Susan Sontag’s 50 Favorite Films (and Her Own Cinematic Creations)

Susan Sontag’s fans would each describe her a little differently: many would call her a writer, of course, though some would opt for more specificity, calling her a novelist if they like her fiction or a critic if they don’t. Others, speaking more grandly, might prefer to simply call her an “intellectual.” Under this wide umbrella Sontag produced a variety of works for the page, the stage, and even the screen. Between 1969 and 1983, she made four films: 1969’s Duett för kannibaler (Duet for Cannibals), 1971’s Broder Carl (Brother Carl), 1974’s Promised Lands, and, above, 1983’s Unguided Tour, also known as Letter from Venice. Sontag adapted the Italian-language feature from her story of the same name, originally published in 1977 in the New YorkerPromised Lands, her only documentary, meditates on Arab-Israeli relations at the end of the Yom Kippur War. The Bergmanesque, symbolism-filled Brother Carl takes place, suitably, at a Swedish island resort.

And her debut Duet for Cannibals, according to Dangerous Minds, embodies — or, if you like, cinematizes — her touted distaste for the interpretation of artworks. Sontag, they say, “sought to liberate art from interpretation (which is a bit ironic, of course, for someone who was essentially an exalted critic). When it came to her own film, she made something that intended to deliberately confound the notion that there was any sort of underlying meaning beyond exactly what the audience was seeing on the screen directly in front of them.”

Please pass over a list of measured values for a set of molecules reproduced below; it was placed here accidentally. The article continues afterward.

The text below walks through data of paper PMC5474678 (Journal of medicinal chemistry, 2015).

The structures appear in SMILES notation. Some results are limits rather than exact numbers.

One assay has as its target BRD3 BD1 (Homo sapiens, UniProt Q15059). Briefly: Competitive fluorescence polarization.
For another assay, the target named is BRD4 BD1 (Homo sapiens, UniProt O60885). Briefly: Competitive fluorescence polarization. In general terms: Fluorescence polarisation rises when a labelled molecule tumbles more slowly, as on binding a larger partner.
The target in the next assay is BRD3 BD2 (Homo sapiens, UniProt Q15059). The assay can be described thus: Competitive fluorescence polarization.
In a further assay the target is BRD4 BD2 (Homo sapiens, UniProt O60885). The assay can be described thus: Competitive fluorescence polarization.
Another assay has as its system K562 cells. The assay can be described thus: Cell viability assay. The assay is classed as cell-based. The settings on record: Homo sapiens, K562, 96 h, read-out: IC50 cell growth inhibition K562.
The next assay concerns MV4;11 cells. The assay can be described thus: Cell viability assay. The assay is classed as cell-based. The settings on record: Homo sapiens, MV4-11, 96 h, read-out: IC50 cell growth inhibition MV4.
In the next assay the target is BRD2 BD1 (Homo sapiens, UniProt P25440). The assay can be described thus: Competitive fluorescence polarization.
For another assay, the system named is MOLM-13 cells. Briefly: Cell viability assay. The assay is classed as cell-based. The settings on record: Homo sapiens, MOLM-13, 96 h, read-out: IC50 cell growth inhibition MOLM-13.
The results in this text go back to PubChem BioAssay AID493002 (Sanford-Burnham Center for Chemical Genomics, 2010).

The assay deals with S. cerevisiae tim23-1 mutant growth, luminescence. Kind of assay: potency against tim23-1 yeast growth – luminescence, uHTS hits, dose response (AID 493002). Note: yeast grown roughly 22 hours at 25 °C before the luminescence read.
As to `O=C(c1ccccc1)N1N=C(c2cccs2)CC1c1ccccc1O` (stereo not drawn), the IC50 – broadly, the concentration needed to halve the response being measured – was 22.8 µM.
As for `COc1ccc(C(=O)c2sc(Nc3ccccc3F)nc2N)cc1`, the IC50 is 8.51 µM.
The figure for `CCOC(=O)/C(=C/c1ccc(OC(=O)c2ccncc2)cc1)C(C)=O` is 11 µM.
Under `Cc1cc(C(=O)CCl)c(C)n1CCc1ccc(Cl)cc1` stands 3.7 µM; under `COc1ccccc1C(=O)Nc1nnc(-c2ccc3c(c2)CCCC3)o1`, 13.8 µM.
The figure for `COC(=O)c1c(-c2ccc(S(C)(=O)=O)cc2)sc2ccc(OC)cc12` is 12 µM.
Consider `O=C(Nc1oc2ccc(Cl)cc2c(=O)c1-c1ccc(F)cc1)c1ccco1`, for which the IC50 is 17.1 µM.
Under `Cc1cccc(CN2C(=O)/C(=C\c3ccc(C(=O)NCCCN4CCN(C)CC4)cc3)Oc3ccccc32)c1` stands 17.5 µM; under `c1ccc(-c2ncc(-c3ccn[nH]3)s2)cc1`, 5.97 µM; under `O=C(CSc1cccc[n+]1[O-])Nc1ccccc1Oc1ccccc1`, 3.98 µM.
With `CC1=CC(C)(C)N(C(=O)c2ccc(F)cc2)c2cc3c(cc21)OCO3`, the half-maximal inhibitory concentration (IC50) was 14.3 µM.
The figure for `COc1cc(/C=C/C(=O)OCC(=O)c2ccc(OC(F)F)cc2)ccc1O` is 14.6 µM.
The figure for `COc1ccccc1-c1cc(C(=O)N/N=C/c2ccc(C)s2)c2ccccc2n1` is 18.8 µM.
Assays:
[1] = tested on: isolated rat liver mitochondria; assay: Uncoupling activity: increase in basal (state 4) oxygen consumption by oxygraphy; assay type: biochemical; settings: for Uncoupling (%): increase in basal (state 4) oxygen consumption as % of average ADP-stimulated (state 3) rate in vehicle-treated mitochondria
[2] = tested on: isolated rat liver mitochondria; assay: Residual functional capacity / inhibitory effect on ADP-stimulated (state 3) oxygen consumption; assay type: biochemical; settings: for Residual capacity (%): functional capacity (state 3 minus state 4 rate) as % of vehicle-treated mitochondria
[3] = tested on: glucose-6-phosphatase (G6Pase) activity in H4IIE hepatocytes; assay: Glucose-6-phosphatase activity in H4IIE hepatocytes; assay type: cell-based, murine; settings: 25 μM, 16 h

Sontag’s famous 1966 essay “Against Interpretation” counts here as essential reading, not just before you watch her own films, but also before you watch through her list of favorite films. Richard Brody, posting in the New Yorker, recommends accompanying it with “The Decay of Cinema,” which Sontag wrote three decades later in the New York Times, and in which she declares that “you hardly find anymore, at least among the young, the distinctive cinephilic love of movies that is not simply love of but a certain taste in films (grounded in a vast appetite for seeing and reseeing as much as possible of cinema’s glorious past).”

Reading over the top fifty films she considered the greatest back in 1977 (and published in her volume of journals As Consciousness is Harnessed to Flesh), we find plenty of evidence Sontag herself, unsurprisingly, had such a cinephilic love of and vast appetite for movies, especially for European filmmakers but also the best-known Japanese ones of the day:

1. Bresson, Pickpocket
2. Kubrick, 2001
3. Vidor, The Big Parade
4. Visconti, Ossessione
5. Kurosawa, High and Low
6. [Hans-Jürgen] Syberberg, Hitler
7. Godard, 2 ou 3 Choses …
8. Rossellini, Louis XIV
9. Renoir, La Règle du Jeu
10. Ozu, Tokyo Story
11. Dreyer, Gertrud
12. Eisenstein, Potemkin
13. Von Sternberg, The Blue Angel
14. Lang, Dr. Mabuse
15. Antonioni, L’Eclisse
16. Bresson, Un Condamné à Mort
17. Gance, Napoléon
18. Vertov, The Man with the [Movie] Camera
19. [Louis] Feuillade, Judex
20. Anger, Inauguration of the Pleasure Dome
21. Godard, Vivre Sa Vie
22. Bellocchio, Pugni in Tasca
23. [Marcel] Carné, Les Enfants du Paradis
24. Kurosawa, The Seven Samurai
25. [Jacques] Tati, Playtime
26. Truffaut, L’Enfant Sauvage
27. [Jacques] Rivette, L’Amour Fou
28. Eisenstein, Strike
29. Von Stroheim, Greed
30. Straub, …Anna Magdalena Bach
31. Taviani bro[ther]s, Padre Padrone
32. Resnais, Muriel
33. [Jacques] Becker, Le Trou
34. Cocteau, La Belle et la Bête
35. Bergman, Persona
36. [Rainer Werner] Fassbinder, … Petra von Kant
37. Griffith, Intolerance